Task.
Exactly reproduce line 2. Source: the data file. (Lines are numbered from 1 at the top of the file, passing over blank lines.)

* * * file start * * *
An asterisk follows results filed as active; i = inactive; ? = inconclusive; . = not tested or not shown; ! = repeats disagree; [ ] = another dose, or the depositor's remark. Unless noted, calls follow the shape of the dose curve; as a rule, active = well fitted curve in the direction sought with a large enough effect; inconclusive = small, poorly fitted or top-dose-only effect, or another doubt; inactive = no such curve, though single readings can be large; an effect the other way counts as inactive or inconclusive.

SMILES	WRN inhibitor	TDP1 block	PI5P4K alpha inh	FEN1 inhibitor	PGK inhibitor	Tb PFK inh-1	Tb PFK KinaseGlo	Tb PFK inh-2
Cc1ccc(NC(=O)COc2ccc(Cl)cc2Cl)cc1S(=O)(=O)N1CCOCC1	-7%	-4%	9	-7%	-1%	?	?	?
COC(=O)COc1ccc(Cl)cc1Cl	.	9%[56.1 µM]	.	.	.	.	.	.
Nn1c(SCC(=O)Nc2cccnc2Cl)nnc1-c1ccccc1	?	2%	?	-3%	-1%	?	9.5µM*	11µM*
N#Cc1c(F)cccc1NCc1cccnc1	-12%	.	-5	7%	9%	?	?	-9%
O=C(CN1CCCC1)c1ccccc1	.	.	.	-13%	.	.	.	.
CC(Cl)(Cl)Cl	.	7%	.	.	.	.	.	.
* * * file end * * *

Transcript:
SMILES	WRN inhibitor	TDP1 block	PI5P4K alpha inh	FEN1 inhibitor	PGK inhibitor	Tb PFK inh-1	Tb PFK KinaseGlo	Tb PFK inh-2